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Thimbleweed Park

Score: 87%
ESRB: Teen
Publisher: Terrible Toybox
Developer: Terrible Toybox
Media: Download/1
Players: 1
Genre: Adventure/ Classic/Retro

Graphics & Sound:

Thimbleweed Park takes the player back to 1987, and not just because that's when the game is set. The graphics and U.I. all hark back to early SCUMM-based games from LucasArts and, besides the occasional blatant anachronistic joke, it might as well have been created during the height of LucasArts' adventure game era.

The biggest way Thimbleweed Park sells the 80's feel is in its presentation. Between the pixelated artwork, classic U.I. and music, everything screams old-school game. While characters are distinctive, there isn't any great level of detail, not even the amount of detail found in games like The Dig or even Day of the Tentacle. It's more like Maniac Mansion or The Secret of Monkey Island quality in Thimbleweed Park, and while that doesn't hit any high notes even on modern low-res retro-feeling games, it grounds the game firmly in 1987.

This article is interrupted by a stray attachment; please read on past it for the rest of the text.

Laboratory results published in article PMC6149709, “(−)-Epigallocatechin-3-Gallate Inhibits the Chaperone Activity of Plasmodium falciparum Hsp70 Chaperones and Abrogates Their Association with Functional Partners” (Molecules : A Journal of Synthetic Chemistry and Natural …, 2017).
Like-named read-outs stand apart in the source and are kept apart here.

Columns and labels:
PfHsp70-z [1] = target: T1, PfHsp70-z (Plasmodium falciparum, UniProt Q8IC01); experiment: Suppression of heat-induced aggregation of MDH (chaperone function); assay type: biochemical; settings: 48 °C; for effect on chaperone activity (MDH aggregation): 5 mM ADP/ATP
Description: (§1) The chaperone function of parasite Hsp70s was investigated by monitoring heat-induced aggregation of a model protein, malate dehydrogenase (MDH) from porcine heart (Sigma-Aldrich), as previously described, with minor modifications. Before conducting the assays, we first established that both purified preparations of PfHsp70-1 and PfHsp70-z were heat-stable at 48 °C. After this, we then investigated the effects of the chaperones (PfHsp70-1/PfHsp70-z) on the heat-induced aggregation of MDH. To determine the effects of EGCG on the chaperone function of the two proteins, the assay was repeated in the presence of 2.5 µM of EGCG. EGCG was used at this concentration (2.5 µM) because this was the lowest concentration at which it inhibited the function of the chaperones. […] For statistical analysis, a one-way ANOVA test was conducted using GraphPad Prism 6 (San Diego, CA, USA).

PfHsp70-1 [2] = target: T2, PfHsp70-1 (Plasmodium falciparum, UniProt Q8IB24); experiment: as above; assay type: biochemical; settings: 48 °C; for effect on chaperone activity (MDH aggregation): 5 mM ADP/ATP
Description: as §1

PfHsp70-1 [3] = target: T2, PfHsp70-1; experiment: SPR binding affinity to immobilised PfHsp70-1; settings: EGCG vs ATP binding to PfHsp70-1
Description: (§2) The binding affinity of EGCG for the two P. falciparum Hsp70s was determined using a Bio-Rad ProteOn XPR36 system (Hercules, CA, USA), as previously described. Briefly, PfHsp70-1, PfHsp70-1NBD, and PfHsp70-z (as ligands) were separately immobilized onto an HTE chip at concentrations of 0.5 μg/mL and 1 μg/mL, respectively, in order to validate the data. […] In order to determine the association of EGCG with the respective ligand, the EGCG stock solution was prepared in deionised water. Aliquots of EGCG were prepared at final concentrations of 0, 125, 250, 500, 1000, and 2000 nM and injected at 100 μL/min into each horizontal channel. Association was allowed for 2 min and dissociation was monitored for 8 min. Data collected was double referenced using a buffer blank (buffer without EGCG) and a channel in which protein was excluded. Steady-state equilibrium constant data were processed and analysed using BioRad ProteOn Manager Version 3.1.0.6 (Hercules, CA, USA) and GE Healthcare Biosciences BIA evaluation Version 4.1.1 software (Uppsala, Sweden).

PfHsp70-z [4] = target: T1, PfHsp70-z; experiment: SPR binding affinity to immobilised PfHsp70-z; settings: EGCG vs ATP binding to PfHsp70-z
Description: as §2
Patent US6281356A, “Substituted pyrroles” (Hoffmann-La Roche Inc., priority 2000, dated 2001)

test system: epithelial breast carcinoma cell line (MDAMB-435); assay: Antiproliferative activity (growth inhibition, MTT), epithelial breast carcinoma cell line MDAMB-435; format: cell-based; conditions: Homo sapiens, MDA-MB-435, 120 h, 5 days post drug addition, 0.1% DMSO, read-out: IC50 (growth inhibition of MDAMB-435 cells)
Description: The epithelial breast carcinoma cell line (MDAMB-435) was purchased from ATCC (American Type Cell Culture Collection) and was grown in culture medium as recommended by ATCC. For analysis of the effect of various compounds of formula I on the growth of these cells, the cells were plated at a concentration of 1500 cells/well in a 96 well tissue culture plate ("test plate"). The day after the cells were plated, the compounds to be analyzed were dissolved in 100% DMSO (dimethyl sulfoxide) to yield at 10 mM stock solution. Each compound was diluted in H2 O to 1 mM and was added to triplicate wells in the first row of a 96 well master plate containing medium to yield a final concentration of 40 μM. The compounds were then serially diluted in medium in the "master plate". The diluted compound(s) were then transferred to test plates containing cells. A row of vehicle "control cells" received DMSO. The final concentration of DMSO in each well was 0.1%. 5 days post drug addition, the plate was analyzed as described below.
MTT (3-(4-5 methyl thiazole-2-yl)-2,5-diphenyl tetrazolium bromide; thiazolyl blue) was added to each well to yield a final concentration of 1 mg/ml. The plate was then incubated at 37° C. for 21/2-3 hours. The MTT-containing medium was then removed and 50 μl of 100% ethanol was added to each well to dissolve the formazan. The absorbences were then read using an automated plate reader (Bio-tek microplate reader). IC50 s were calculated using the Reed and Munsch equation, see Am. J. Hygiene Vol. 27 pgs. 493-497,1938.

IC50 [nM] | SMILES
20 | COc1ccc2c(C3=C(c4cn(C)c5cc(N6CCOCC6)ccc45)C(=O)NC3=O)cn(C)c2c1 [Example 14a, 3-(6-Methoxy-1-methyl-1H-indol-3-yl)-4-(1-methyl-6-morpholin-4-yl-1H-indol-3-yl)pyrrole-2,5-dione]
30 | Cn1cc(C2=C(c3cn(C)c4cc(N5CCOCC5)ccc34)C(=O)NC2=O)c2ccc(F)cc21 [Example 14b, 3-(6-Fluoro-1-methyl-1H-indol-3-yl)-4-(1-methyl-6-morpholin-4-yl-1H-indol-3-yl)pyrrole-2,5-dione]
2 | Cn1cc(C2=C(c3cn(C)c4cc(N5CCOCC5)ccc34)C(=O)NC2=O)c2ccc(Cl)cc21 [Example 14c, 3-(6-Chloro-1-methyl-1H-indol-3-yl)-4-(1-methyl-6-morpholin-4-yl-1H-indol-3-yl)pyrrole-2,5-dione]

The game's music also feels stuck in the late 80's. When actual music is playing, it feels right at home coming from an old school boombox, while the background music is low-key and never really sounds so modern that it takes you out of the experience.


Thimbleweed Park takes place in a strange small town that once had a booming pillow factory business. Unfortunately, after a fire shut down the factory many years ago, the town has been on a decline, though none of its residents seem to think the large number of closed shops is actually an indicator of the slump Thimbleweed Park finds itself.

When a murder occurs, two federal agents show up to investigate the crime, but not together. They aren't partners and have never met before showing up to the scene at the same time. Oddly enough, they both seem to have ulterior motivations for looking into the crime. You start off by controlling both the red-headed Agent Ray and Junior Agent Reyes, a duo that looks like they could be a certain FBI pair popular in the 90's.